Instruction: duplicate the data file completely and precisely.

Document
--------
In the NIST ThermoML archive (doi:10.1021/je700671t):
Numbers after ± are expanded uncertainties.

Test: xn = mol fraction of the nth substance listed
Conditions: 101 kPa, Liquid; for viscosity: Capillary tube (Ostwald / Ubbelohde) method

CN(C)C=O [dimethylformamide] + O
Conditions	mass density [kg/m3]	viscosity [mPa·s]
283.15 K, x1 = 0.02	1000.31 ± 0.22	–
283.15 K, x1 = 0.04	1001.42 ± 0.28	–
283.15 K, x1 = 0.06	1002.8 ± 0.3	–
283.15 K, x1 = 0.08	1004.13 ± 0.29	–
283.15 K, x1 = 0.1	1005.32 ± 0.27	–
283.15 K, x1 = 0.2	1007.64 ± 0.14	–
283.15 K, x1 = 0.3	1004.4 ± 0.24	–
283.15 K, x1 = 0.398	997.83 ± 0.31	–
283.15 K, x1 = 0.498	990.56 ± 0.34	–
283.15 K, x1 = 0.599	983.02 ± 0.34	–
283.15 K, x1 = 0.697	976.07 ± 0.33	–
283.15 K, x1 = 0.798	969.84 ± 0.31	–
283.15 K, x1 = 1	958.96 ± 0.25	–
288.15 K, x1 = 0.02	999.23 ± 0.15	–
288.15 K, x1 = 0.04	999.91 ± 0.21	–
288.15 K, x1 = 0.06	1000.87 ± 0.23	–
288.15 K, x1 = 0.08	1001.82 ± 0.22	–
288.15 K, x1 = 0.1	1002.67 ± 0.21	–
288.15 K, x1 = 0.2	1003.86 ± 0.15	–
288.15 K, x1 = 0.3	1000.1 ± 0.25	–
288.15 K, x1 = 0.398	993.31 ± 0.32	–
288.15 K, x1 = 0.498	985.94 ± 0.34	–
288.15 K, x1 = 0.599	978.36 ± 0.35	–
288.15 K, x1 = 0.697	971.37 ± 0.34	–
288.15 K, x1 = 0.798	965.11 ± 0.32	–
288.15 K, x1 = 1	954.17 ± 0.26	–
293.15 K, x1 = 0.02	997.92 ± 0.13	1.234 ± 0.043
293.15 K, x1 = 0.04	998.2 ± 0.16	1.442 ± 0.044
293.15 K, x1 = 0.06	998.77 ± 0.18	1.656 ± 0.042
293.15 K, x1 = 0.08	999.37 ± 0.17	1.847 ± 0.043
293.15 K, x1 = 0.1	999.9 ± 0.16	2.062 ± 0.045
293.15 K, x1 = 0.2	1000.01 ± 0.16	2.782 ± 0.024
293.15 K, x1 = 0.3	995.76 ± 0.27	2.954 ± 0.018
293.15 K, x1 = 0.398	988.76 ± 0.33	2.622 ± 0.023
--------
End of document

In the NIST ThermoML archive (doi:10.1021/je700671t):
Numbers after ± are expanded uncertainties.

Test: xn = mol fraction of the nth substance listed
Conditions: 101 kPa, Liquid; for viscosity: Capillary tube (Ostwald / Ubbelohde) method

CN(C)C=O [dimethylformamide] + O
Conditions	mass density [kg/m3]	viscosity [mPa·s]
283.15 K, x1 = 0.02	1000.31 ± 0.22	–
283.15 K, x1 = 0.04	1001.42 ± 0.28	–
283.15 K, x1 = 0.06	1002.8 ± 0.3	–
283.15 K, x1 = 0.08	1004.13 ± 0.29	–
283.15 K, x1 = 0.1	1005.32 ± 0.27	–
283.15 K, x1 = 0.2	1007.64 ± 0.14	–
283.15 K, x1 = 0.3	1004.4 ± 0.24	–
283.15 K, x1 = 0.398	997.83 ± 0.31	–
283.15 K, x1 = 0.498	990.56 ± 0.34	–
283.15 K, x1 = 0.599	983.02 ± 0.34	–
283.15 K, x1 = 0.697	976.07 ± 0.33	–
283.15 K, x1 = 0.798	969.84 ± 0.31	–
283.15 K, x1 = 1	958.96 ± 0.25	–
288.15 K, x1 = 0.02	999.23 ± 0.15	–
288.15 K, x1 = 0.04	999.91 ± 0.21	–
288.15 K, x1 = 0.06	1000.87 ± 0.23	–
288.15 K, x1 = 0.08	1001.82 ± 0.22	–
288.15 K, x1 = 0.1	1002.67 ± 0.21	–
288.15 K, x1 = 0.2	1003.86 ± 0.15	–
288.15 K, x1 = 0.3	1000.1 ± 0.25	–
288.15 K, x1 = 0.398	993.31 ± 0.32	–
288.15 K, x1 = 0.498	985.94 ± 0.34	–
288.15 K, x1 = 0.599	978.36 ± 0.35	–
288.15 K, x1 = 0.697	971.37 ± 0.34	–
288.15 K, x1 = 0.798	965.11 ± 0.32	–
288.15 K, x1 = 1	954.17 ± 0.26	–
293.15 K, x1 = 0.02	997.92 ± 0.13	1.234 ± 0.043
293.15 K, x1 = 0.04	998.2 ± 0.16	1.442 ± 0.044
293.15 K, x1 = 0.06	998.77 ± 0.18	1.656 ± 0.042
293.15 K, x1 = 0.08	999.37 ± 0.17	1.847 ± 0.043
293.15 K, x1 = 0.1	999.9 ± 0.16	2.062 ± 0.045
293.15 K, x1 = 0.2	1000.01 ± 0.16	2.782 ± 0.024
293.15 K, x1 = 0.3	995.76 ± 0.27	2.954 ± 0.018
293.15 K, x1 = 0.398	988.76 ± 0.33	2.622 ± 0.023